I regret to inform you… RFPs are DEAD
Imagine a basketball game with two teams going up against one another. The teams have trained and practiced, and each is good at certain unique game skills. They have been training for this and are READY to compete. Now imagine that game with referees who may have SEEN a basketball game at some point. They know the ball is supposed to go through the hoop, and there are points involved. The refs know it’s played on a wooden court, but they admittedly don’t know much about basketball. Doesn’t seem like it’ll be a very fair match, huh?
This is the main impetus behind CrowdSouth, as a company, abandoning applying for RFPs a little over a year ago. I have broken our rule 4 times this year for existing clients and larger projects that I felt were slam dunks for us. We won some of those, and we lost some. But thinking back on all the time I spent prepping for those, and all the data and information I had the team dig up… it has reminded me why we decided not to chase these anymore. They are inefficient, flawed, and extremely time consuming. I’d prefer to focus on the clients that already believe in us and are placing their trust in us – and that’s what we’ll do going forward.
Reason 1: May the best PowerPoint win
So much of an RFP rests on the shoulders of the presentation (and the presenter). If someone comes in, and wows the audience with slick mocked-up logos, a sample homepage they built, campaign ideas, and lots of beautiful fonts and frills… they have a serious leg up. BUT, on the flip side – as an agency you are paying your staff to build and create assets that can easily be used by your competitor if they win the “presentation contest.”
Reason 2: Wildcard Voters (the “when is lunch?” guy)
Inevitably there is someone in that stuffy conference room who has a vote and who doesn’t have any idea what marketing is…. and sometimes don’t know what the goals of the project even are. They are looking at their watch and wondering when “lunch break” is. That is one of the toughest parts of the RFP process to overcome for marketers. This person will misunderstand questions asked, they’ll misunderstand the answers you provide, and they’ll miscalculate the capabilities of you and your team. Put simply, they’ll vote for the flashiest presentation and the presenter who says what they want to hear so they can move on with their day.
This attitude is in stark contrast to building a relationship directly with a marketing executive or team member who knows the value of [fill in your core value].
Reason 3: All that glitters is not gold
Owners and sales reps are competitive by nature; it’s in their DNA. I know because I’m one of them. I want to compete. I want to win. But, we can’t let that make use greedy… not greedy for money, but greedy to WIN. A presenter may be glittery, say what you want to hear, and have a really nice smile… but the team behind them may not have the chops. Understanding who is on the bench is critical.
Reason 4: Honesty can easily backfire
“When you tell a lie, you steal someone’s right to the truth.”
–Khaled Hosseini, The Kite Runner
Honesty does seem like the best policy, but it can certainly backfire. In an RFP scenario, the appetite to win can lead to overpromising. It can lead to the presenter agreeing with the potential client when they really don’t agree. And, it can lead to unintentional dishonesty. Early in my career I was caught in this trap, and paid the price. But in recent years I have worked hard to discard the urge to please, and focus more on being brutally honest. And I mean BRUTALLY. We do not want to work with a client who we can’t help, or won’t be happy with the end product, period. So, I found we would rule ourselves out of many RFPs simply by being honest; Even if we present options and alternative work-arounds, many groups analyzing the RFP can’t see past that you didn’t “check a box” in their form.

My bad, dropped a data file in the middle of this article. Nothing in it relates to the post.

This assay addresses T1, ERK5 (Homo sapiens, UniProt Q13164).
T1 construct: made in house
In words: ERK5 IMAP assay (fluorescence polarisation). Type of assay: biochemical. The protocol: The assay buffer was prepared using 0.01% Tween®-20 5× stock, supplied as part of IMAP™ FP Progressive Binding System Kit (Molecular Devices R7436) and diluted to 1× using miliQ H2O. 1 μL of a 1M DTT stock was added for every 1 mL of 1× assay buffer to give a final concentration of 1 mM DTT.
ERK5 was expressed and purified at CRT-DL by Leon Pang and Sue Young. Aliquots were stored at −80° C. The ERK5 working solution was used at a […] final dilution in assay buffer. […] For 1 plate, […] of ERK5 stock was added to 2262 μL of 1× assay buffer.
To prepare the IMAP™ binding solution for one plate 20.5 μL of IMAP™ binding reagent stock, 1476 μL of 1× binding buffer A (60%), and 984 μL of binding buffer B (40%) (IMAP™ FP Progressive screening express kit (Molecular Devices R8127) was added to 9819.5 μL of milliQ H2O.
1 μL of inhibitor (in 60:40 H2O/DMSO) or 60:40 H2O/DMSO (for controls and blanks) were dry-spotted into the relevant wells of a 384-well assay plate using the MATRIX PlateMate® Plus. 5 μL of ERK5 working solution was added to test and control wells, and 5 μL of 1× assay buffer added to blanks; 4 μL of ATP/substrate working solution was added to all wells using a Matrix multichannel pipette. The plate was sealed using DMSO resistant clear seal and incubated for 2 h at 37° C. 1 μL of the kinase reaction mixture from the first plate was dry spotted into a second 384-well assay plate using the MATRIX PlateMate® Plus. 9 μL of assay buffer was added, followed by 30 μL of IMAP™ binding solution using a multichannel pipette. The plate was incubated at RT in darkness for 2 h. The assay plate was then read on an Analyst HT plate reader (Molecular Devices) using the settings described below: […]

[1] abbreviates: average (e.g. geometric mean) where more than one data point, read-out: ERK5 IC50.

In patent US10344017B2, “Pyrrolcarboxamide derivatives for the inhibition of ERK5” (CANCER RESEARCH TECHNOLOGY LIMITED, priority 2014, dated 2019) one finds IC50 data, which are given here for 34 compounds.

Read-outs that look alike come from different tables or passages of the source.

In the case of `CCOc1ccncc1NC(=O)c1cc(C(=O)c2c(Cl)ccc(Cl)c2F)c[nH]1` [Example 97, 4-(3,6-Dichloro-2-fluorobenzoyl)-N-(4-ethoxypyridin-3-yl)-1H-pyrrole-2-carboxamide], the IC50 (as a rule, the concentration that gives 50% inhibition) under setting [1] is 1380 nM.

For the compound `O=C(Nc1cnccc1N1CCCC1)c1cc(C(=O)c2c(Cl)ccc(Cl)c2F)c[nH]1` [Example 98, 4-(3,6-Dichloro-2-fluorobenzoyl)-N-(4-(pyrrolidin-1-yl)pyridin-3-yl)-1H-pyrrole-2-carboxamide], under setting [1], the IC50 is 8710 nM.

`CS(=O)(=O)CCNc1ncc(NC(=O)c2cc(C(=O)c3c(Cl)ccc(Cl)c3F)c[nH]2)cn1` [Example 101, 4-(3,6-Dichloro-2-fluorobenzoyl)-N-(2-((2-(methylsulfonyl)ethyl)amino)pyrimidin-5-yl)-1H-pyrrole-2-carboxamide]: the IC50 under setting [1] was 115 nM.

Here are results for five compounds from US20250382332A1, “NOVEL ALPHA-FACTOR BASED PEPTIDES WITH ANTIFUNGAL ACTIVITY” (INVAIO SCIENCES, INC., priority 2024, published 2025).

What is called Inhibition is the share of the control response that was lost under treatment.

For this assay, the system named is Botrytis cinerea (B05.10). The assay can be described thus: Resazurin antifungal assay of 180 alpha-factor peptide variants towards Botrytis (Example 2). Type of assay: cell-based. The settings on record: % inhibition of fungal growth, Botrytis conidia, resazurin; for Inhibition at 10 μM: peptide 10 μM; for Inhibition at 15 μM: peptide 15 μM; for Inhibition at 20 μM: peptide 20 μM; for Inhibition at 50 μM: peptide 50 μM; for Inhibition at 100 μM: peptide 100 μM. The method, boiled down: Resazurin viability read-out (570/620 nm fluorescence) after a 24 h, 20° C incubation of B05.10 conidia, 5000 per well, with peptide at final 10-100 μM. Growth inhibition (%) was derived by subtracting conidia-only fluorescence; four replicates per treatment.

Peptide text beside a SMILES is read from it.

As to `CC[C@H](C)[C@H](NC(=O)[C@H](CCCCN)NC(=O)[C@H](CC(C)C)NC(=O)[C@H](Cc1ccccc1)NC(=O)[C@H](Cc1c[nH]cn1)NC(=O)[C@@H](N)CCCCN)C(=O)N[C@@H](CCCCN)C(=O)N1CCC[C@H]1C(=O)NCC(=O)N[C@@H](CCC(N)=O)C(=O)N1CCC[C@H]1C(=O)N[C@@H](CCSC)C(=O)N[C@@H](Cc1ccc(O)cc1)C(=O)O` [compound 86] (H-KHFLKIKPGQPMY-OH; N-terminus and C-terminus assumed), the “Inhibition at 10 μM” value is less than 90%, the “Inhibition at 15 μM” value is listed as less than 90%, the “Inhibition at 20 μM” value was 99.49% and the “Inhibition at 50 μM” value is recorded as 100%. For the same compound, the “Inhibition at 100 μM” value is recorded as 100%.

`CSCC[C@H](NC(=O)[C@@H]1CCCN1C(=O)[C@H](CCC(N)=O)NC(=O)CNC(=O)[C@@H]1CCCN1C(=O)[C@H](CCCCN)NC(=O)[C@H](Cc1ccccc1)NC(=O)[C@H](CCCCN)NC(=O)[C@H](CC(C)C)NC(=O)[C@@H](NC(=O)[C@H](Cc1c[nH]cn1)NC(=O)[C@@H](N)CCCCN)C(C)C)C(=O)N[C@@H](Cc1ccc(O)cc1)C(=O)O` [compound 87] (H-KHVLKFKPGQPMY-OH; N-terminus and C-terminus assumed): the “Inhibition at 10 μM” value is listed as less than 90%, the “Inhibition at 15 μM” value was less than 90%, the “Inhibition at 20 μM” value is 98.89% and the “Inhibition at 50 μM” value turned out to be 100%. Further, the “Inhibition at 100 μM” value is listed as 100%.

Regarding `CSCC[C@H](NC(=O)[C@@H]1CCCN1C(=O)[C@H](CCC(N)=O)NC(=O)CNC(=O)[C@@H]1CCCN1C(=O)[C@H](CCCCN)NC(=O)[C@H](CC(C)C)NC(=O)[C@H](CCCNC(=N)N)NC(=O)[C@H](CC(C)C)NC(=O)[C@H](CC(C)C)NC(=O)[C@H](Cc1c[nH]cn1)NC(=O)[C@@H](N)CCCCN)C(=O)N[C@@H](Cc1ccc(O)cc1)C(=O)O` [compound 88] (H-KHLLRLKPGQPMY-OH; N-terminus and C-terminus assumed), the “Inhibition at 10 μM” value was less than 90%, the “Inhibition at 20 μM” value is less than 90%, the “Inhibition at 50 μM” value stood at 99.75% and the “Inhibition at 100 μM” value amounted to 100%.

Many times in the RFP process, I’ve been faced with questions where I know the “answer they want to hear.” And I also know if I want to be utterly clear, I need to phrase it in a very honest way. This sets expectations appropriately, and the happiness factor with the end product is through the roof. BUT, that can also rule you out in one quick blow. Because, the type of organization that uses and RFP are typically very strict rule followers. They often just don’t have the permission and latitude from their leadership to think creatively or problem-solve on the fly. And that, in itself, may be all the reason a marketing agency needs to politely step away.
So, in the future, I’ll restate my mantra that, “I’m sorry, we don’t respond to RFPs. They are very well-meaning in nature, but we’ve found they don’t yield us the initial client relationship we want, and they don’t give the client the best chance getting a true PARTNER who will always have their best interests in mind.” Because, that agency knows that they don’t have the relationship in the bag – they know they’ll have to go through an RFP and re-justify why they should be chosen, every time a new job comes up.
At CrowdSouth, we seek PARTNERS, not CLIENTS. We want a relationship where we can both thrive and get the best possible results. If the client doesn’t want that for us as well as themselves, then they are simply using us as a tool. There a plenty of agencies that are fine with being used as a tool, but it’s emotionally draining on a team. So, if you’re ready to build a partnership and grow together, let’s roll up our sleeves and do that very thing. Let’s build something amazing – together.
By Jason Heflin
Jason Heflin is one of CrowdSouth’s owning Partners and brings years of marketing experience from his past lives as a corporate marketing manager, writer, and freelancer. He also plays the ukulele for fun, which is cool.
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